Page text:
Lowering Mk2 rear end

Hi everyone – curious if anyone has ever lowered a Mk2 rear end by putting spacers under the front spring pad mount (circled in pic below). Given the Mk2 spring design it would seem like this would allow the rear of the spring to pivot up slightly thus lowering the ride height. Not looking to bring it down a lot, just enough to match what I plan to do in the front.


Similar question…I have a Mk1 with what looks like a Mk2 rear suspension. Is there anyway to move the whole axle forward (without major cutting)? The back of the wheels are within 1/4" of hitting the spats, but I have all kinds of room in front of the wheel. Attached is the best picture I have, but you get the general idea. JS

Interesting. The Mark 1 wheelbase is 107.5", the Mark 2 107.

What does the bottom of the car look like, and what gearbox have you got?

Does it look like this from both sides? Could be broken pit-man arm or mounts on the blue car?


On the blue Mk1, its the same on both sides…Ive already dropped the axle and replaced everything. It has a 4 speed overdrive and can cruise all day long at 90+ (and straight as an arrow). The only issue is that if I corner real sharp, the rear wheels will rub. It has standard 15" wheels with 185R15s. Just bugs me that it have plenty of extra room in front of the rear wheels, with no way that I can see to adjust anything forward or back.

As for lowering the back , would fitting a spacer at the back lower the body ,spacer between the rubber mounting and spring , would need longer bolts think I would look there first , as its bolted together !

As for the MK1 ,found a picture , wheel looks like it is set back !
To move it forward would take some work , tie bars , prop , and the spring mounting points , back or front .
Is the wheel base right ?
The MK2 Axle is around 3 inches wider , that could be why its rubbing ! 2e5550d6a78160c2a3662ab8e8c84bf4bea649ef%5B1%5D

Jeff, have you fitted new rear springs, photo does not show your ride
height that well. As a rear spring fatigues it flattens and lenghthens
pushing the axle rearwards. Also be aware that a MK1 bottom of
the rear wheel arch, is tucked in more than a MK2.
Photo is a MK1 to be fitted with a MK2 axle. I have modified the area


Checked with Ryan B. who has a MK1 and he noted these comments:

My guess: if, as he says, it has a mk2 rear (axle), then the track width will be too wide. To make it work, the spats have been cut,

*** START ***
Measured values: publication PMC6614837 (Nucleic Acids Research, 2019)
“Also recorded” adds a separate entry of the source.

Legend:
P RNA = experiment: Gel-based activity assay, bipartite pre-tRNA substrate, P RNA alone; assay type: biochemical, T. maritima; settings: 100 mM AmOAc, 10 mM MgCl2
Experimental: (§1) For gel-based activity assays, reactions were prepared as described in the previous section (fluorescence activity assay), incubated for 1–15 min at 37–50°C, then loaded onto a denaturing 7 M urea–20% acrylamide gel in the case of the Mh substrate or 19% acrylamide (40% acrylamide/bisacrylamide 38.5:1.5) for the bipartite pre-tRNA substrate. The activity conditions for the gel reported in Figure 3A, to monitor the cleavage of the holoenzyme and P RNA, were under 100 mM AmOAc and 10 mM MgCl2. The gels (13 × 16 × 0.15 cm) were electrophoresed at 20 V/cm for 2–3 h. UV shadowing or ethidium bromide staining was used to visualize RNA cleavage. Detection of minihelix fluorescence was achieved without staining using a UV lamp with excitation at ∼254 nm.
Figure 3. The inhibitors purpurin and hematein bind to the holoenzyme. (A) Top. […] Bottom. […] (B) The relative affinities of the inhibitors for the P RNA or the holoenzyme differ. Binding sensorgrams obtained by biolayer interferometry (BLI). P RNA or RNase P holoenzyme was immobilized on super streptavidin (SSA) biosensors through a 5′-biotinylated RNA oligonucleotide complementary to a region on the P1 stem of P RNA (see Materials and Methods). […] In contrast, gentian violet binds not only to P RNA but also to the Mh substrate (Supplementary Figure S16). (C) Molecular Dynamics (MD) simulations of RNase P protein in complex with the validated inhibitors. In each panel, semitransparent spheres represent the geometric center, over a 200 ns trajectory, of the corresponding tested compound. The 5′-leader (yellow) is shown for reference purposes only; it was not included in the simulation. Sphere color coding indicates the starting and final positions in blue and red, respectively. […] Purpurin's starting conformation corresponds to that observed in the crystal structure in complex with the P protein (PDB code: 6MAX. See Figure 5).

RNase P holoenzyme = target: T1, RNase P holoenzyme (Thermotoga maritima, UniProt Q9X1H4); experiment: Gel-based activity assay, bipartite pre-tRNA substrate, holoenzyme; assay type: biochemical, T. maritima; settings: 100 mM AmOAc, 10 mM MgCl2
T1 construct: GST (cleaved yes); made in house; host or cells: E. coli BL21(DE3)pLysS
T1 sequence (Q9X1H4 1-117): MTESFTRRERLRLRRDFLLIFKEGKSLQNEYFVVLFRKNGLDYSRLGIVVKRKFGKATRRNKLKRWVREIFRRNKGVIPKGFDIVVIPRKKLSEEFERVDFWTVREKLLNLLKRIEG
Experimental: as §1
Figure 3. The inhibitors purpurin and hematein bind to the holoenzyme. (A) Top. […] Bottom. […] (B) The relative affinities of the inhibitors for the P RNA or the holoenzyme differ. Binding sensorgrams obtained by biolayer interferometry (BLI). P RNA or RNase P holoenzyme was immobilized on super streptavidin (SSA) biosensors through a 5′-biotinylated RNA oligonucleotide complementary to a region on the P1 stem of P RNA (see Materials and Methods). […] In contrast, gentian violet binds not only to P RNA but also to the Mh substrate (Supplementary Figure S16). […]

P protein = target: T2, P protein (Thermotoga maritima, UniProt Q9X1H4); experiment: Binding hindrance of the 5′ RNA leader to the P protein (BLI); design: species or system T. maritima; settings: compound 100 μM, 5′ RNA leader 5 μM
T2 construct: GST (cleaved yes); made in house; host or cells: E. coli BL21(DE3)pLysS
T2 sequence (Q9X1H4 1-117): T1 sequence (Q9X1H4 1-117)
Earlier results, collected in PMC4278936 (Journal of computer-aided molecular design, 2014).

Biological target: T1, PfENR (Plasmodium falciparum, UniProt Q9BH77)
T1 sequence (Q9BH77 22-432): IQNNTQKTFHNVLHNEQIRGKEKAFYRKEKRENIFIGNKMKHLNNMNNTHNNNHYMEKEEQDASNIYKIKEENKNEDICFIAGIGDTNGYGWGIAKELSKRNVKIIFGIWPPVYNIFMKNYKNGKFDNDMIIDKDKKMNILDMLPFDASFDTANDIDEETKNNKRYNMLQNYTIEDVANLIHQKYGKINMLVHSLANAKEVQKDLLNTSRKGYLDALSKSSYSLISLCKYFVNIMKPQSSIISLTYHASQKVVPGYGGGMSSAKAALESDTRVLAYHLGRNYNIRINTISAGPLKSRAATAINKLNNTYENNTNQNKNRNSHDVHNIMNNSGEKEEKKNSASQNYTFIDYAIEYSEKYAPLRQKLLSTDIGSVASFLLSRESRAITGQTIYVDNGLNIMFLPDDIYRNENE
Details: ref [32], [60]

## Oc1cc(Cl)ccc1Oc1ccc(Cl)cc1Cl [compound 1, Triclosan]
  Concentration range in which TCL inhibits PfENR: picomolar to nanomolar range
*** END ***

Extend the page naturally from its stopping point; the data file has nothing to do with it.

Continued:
My car had the same issue when I bought it. Fix was to put the correct width rear axle back in (I bought a mk1 parts car to get it) and replace the spats.

Mk1 axle is a few inches narrower than a mk2.

I don’t think there is setback. From that one pic, I think it just looks that way because of the angle of the spats. The huge clearance is side to side.
There isn’t much left of those spats.


Yes you can adjust the ride height by using spacers as Resident Alien suggests. I did it on my car. I couldn’t get the ride level. I swapped the springs, measured everything, removed the front end from the equation by jacking it up off its wheels and setting it level. No joy.

I got some longer hardned bolts and first setting it up using just washers

Not a great pic but this was the final result using some shims I made, Give a lot more contact and security than if I had just left washers

I then put an extra spring pad in - again required an extra long spring pad bolt ( you can see it poking down in the previous pic

I remembered just after I posted this that I learned a lot in solving my uneven ride from an article ’ Ryan’s Ride Height’. It was in the technical section of the old site. Just looked and couldn’t find it. Maybe you will have better luck :slight_smile:

Dave – it’s not clear to me how what you did lowers the ride height. Doesn’t this lower the spring…which increases the ride height? Perhaps I’m misunderstanding what you did. If I can summarize you: added an extra spring pad between the body and the top of the spring (for 2 pads total)…which required longer bolts and spacers between the mount and the body.